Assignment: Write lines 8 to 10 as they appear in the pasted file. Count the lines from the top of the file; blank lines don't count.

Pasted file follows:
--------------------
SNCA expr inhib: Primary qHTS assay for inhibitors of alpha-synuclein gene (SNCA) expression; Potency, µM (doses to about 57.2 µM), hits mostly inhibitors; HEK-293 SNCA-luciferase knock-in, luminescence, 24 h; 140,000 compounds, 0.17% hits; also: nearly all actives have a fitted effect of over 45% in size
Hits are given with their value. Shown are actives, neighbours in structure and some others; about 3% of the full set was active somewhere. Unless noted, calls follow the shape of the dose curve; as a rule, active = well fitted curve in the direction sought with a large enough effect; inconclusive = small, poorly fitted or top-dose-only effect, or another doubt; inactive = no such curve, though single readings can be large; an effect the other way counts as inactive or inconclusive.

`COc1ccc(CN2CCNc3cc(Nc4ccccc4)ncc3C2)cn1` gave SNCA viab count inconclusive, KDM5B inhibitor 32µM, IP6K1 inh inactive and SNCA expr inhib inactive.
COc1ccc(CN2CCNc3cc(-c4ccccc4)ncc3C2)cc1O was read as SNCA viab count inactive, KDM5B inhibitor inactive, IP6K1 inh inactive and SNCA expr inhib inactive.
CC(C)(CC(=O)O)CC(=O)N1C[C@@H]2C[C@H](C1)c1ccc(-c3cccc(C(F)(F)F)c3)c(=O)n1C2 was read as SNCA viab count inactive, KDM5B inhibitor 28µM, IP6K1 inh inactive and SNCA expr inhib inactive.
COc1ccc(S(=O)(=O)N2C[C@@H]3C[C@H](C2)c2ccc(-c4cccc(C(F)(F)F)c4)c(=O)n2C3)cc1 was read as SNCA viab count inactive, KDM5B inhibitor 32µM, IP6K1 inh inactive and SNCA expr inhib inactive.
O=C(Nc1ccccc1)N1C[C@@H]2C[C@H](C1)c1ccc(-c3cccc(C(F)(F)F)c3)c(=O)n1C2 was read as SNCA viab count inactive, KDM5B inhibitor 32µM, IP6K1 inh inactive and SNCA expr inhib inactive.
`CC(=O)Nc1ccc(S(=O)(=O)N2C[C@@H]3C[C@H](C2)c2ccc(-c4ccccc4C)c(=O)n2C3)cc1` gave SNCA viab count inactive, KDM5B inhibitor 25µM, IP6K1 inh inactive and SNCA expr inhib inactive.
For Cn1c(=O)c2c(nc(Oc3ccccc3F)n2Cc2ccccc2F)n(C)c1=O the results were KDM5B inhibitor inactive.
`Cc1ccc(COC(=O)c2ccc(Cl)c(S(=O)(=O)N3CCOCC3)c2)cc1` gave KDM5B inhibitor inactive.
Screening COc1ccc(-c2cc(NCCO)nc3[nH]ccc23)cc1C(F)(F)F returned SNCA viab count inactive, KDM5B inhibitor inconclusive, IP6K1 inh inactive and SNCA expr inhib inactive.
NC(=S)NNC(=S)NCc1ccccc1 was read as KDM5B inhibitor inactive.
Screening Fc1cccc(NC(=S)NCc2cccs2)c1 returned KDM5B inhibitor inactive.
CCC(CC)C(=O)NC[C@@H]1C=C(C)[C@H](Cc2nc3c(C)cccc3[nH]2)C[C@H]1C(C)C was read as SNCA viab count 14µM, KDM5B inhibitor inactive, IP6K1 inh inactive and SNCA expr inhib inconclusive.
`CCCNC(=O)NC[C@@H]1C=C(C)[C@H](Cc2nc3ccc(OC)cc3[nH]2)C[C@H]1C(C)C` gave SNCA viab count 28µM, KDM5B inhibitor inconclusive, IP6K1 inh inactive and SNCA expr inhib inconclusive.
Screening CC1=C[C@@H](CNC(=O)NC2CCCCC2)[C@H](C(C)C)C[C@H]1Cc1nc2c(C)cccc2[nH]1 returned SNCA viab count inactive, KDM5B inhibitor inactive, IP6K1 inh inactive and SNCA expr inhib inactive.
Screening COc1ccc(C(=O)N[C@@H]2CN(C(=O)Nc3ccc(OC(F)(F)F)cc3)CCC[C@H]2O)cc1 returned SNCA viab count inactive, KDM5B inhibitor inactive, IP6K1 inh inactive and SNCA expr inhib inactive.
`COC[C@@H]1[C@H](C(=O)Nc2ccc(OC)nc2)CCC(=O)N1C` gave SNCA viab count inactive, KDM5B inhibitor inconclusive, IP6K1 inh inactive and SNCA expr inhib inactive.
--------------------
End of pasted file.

`CC(=O)Nc1ccc(S(=O)(=O)N2C[C@@H]3C[C@H](C2)c2ccc(-c4ccccc4C)c(=O)n2C3)cc1` gave SNCA viab count inactive, KDM5B inhibitor 25µM, IP6K1 inh inactive and SNCA expr inhib inactive.
For Cn1c(=O)c2c(nc(Oc3ccccc3F)n2Cc2ccccc2F)n(C)c1=O the results were KDM5B inhibitor inactive.
`Cc1ccc(COC(=O)c2ccc(Cl)c(S(=O)(=O)N3CCOCC3)c2)cc1` gave KDM5B inhibitor inactive.